Food storage tips: 3 Ways to store meat safely when SHTF
03/31/2020 // Arsenio Toledo // Views

Learning how to properly preserve meat is an essential skill for surviving after SHTF. You won't be able to rely on just storing your meat in refrigerators, especially if the power grids fail to function. You also won't be able to buy more meat at the store if your food goes bad because food supplies may run dangerously low. You will need to learn how to use up all the meat that you find effectively, and the best way to do that is to learn how to preserve it. Here are three ways to do it safely, even after disaster strikes. (h/t to

Vacuum sealing

Vacuum sealing is an easy way to store food. According to FoodSaver, vacuum sealing your food can extend its lifespan by several years. If you prepare your food by drying or jerking, you can give your meats even more protection against spoilage if you vacuum seal them after. If you've got plenty of bags, you can even store other foods like rice and pasta, as well as fruits and vegetables. You can also use it to preserve non-food items, like bandages, medications, and other things that may degrade over time.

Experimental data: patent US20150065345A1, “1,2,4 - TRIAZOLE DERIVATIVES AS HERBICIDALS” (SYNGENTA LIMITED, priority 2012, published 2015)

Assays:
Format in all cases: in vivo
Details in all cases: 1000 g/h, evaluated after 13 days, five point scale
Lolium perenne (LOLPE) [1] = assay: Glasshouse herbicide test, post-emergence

If you no longer have electricity in your area, and, therefore, can't power up your vacuum sealing machine, there are non-electric ways that you can vacuum seal your food, such as by using a handheld vacuum pump.


Turning meats into jerky is another great way to store meat without refrigeration. It's also an inexpensive way for you to extend the lifespan of your meats. It involves drying the meat to prevent it from spoiling – similar to smoking. This can be done with a dehydrator; however, if you don't have one, then you can also use your oven.


Once the meat has been jerked, you can use air-tight containers (like vacuum-sealed bags) to store the meat for months, or even years, at a time. The length of time you can store your jerky will vary depending on your container, but six months is a safe estimate for storage. (Related: Curing and preserving meat in the wild: 5 different techniques.)


This method, still commonly used in Africa today, also involves drying strips of meat. However, this process simply keeps the meat outside, where both sunlight and wind can dry it out. The cuts of meat used for biltong can be thicker than jerky. While jerky is marinated in spices and sauces, biltong requires only vinegar, salt and some simple spices to cure and marinate the meat before it's dried.

Biltong also takes a lot more time to prepare. The meat has to be cured and marinated for at least 24 hours, after which it's either hung on a hook to dry. It can take up to a week of air or solar drying before the meat is ready for storage. Once it's done, you can vacuum seal it to preserve it even further.

These are just some ways for you to preserve your meat. You can use other methods, such as canning, smoking and even curing. Learn as many methods as you can so that when SHTF, you're sufficiently prepared and able to keep your pantry as full as possible.

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